Going Nuclear: Termination for Cause Without an Opportunity to Cure

Termination for cause on a construction project is the equivalent of “going nuclear.” Construction is riddled with claims and litigation, and termination for cause litigation may be the costliest.[i] Construction professionals need to be familiar with the termination clauses in their contracts. This article examines the importance of writing an effective termination for cause provision and how the American Institute of Architects (AIA) and ConsensusDocs standard construction contracts differ on this issue. 

The contractual requirements governing termination must be followed to terminate a party effectively. This includes giving notice pursuant to the timing and in a format specified in the contract. Notice typically gives the defaulting party an opportunity to cure the default before being terminated. This is a fairer and more economically efficient course of action. After all, a contract should aim to complete a project successfully, not successfully start a lawsuit.

How Do You Terminate a Party Under AIA’S A201 General Terms and Conditions?

Under AIA A201 general conditions document, an owner must give the contractor and the contractor’s surety seven days written notice of its intentions to terminate. There is no explicit opportunity to cure. Consequently, after seven days expire, the contractor may be terminated.[ii]  Section 11.2.2 of the AIA A201 provides, “Upon seven days and certification by the architect, the owner can exclude the contractor from the site; take possession of their tools and equipment owner by the contractor on site; assign the contractor’s subcontracts; and finish the work on the project.[iii] At the subcontract level under the AIA A401, a contractor must give its subcontractor ten days' notice before termination. Again, there is no opportunity to cure.[iv] There is no explanation for why a subcontractor would be given three more days' notice than the contractor. A contractor needs more notice time than a subcontractor, presumably to both receive notice of default from the owner and then give notice to the subcontractor to commence and continue correction. AGC warns its members against this when it states, “Ultimately, the Constructor will want to ensure any cure rights and notice provisions contained in this section are consistent with – or shorter than – any cure periods permitted under the Prime Agreement.”[v]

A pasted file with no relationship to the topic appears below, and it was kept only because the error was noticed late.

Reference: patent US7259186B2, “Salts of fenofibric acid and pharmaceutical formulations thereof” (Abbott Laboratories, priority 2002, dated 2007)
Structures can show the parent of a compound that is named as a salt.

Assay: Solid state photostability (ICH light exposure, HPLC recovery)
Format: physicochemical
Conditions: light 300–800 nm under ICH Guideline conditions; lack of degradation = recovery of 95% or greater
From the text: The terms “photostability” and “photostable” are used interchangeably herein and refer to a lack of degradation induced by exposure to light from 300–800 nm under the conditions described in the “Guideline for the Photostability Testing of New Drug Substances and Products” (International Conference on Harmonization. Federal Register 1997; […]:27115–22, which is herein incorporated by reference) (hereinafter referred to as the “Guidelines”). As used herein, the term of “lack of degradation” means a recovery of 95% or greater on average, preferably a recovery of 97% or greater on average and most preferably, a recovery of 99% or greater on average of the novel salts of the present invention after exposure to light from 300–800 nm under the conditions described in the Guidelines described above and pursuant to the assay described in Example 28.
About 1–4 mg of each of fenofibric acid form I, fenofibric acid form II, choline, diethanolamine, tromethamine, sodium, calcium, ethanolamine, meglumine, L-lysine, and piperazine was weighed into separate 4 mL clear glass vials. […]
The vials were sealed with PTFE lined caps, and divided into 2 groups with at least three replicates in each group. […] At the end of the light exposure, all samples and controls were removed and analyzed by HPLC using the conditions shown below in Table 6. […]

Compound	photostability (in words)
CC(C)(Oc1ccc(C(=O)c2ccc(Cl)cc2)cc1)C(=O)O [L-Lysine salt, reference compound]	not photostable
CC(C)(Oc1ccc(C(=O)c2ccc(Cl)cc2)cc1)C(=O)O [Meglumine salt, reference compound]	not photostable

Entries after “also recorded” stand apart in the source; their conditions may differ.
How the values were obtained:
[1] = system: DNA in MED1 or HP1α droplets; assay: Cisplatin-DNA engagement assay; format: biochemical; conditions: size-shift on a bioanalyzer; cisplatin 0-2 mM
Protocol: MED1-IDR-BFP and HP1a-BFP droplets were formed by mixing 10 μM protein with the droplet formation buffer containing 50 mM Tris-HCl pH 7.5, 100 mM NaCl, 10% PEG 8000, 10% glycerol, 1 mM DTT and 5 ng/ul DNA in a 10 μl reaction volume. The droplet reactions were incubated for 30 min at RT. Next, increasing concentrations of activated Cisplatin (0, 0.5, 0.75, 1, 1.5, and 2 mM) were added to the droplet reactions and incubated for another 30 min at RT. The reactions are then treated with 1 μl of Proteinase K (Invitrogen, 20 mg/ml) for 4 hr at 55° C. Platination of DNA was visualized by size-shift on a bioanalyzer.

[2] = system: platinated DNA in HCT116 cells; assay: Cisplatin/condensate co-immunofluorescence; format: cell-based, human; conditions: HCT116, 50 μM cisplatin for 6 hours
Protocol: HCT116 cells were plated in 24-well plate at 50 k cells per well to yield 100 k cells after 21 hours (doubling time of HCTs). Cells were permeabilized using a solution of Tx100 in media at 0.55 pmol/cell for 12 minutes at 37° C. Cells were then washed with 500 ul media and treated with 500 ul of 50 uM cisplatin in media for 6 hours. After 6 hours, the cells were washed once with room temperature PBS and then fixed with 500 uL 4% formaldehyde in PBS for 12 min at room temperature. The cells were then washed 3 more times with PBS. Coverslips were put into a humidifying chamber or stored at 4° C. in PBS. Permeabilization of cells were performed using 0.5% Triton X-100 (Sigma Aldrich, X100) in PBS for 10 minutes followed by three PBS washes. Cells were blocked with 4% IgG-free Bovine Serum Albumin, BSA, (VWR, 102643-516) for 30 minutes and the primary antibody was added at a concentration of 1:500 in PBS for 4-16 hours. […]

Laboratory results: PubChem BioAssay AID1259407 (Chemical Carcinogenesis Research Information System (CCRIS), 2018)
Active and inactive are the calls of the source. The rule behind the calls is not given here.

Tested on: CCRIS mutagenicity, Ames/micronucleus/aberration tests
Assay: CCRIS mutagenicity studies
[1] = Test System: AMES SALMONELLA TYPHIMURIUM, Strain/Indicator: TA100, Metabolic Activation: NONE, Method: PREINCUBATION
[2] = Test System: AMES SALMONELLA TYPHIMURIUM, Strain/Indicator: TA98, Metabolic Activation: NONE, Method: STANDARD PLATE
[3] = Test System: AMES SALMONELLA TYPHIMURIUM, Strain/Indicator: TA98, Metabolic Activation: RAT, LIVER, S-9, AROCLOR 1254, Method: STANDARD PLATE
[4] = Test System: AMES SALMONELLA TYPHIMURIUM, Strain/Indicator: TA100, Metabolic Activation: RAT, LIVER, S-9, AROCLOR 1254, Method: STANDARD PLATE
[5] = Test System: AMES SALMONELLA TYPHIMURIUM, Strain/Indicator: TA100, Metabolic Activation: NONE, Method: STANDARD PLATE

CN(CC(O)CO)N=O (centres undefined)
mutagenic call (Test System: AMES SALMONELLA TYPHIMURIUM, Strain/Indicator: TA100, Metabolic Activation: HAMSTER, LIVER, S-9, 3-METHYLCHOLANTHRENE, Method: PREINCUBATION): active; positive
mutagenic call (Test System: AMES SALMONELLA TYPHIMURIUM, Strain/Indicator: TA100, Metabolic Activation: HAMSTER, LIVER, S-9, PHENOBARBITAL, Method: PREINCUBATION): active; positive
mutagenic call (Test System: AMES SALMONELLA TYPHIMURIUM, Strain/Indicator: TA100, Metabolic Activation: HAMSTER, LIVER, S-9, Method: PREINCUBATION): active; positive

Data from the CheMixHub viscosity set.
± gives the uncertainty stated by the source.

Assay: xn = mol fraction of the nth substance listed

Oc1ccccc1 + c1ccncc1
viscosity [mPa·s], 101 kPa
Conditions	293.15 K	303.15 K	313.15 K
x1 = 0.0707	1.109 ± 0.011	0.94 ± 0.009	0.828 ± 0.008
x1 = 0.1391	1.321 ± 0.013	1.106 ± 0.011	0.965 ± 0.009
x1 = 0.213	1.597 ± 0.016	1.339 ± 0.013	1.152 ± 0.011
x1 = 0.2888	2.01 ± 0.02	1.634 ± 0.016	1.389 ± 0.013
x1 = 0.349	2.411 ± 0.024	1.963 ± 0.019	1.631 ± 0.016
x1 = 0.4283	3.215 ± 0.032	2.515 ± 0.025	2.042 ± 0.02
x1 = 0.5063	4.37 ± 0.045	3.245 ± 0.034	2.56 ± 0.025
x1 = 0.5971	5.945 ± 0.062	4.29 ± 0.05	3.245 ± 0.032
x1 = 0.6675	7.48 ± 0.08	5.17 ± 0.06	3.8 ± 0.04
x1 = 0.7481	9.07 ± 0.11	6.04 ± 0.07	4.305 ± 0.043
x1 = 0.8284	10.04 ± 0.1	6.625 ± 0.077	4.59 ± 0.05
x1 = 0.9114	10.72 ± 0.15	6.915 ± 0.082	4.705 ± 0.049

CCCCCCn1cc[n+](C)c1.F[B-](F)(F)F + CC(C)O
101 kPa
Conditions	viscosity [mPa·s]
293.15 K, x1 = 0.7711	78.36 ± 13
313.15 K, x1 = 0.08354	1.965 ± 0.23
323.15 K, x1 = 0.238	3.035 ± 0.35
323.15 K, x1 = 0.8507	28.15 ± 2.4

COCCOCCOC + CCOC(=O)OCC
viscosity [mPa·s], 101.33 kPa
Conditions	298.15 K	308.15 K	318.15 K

How Do You Terminate a Party Under ConsensusDocs 200 Agreement?

ConsensusDocs takes a much different approach than AIA on an opportunity to cure before termination for cause. These differences include no certification by the architect to trigger a notice of termination, an explicit opportunity to cure, and a second shorter notice period that must occur before termination is effectuated. Also, notice periods are flowed down to the subcontract level, giving the general contractor time to receive and turnaround notice to attempt an effective cure in coordination with its subcontractor. 

Specifically, under the ConsensusDocs 200 Owner and Constructor Standard Agreement with General Conditions, the owner must first give notice that the Constructor is in default and that within seven days, Constructor must commence and continue satisfactory correction of the default.[vi] The notice must set forth “the nature of the default.” Then, if correction is not started and continued, the owner gives a second three-day notice under which, upon expiration, the owner may terminate.[vii] Under the ConsensusDocs 750 Standard Subcontract, the Constructor gives the Subcontractor an initial notice of default of three days. If correction is not commenced and continued, a second two-day period is given before termination can occur. Consequently, a Constructor has one day between giving a second notice of default to its subcontractor and potentially getting terminated by the owner for a second default. An owner’s notice of its intention to default will evoke a heightened sense of quality control and supervision.   

The ConsensusDocs’ approach that explicitly provides an opportunity to cure is a superior because it helps parties work toward getting a project back on track toward completion. Practitioners should consider modifying their construction contract to include an explicit right to cure when giving notice for a termination – or, as some would say, “going nuclear.”

Additional Resources

AGC’s Member Only Comments to ConsensusDocs (downloads on the right-hand side)

Comments or questions about this article can be directed to Brian Perlberg, Executive Director and Senior Counsel, ConsensusDocs Coalition at

[ii] AIA A201 Subsection 14.2.2.
[iii] See AIA A201 Subsections
[iv]  While there is no explicit right to cure in the AIA A201 termination notice requirement, a majority of states have interpreted the AIA’s notice of default and similar bespoke provisions as impliedly providing the opportunity to cure. See e.g., The Cure for the Common Defect The Contractors Right to Cure Defective Performance  (analysis on lack of any express right to cure under North Carolina law).  However, a minority of states construe this provision strictly and do not provide an implied opportunity to cure.
[v] See AGC Members-Only Comments to the ConsensusDocs 750 at Section 10.1.1 on page 30 of 45 (January 2023 edition), available at
[vi] See ConsensusDocs 200 Section 11.2.
[vii] See ConsensusDocs 200 Section 11.2.1.

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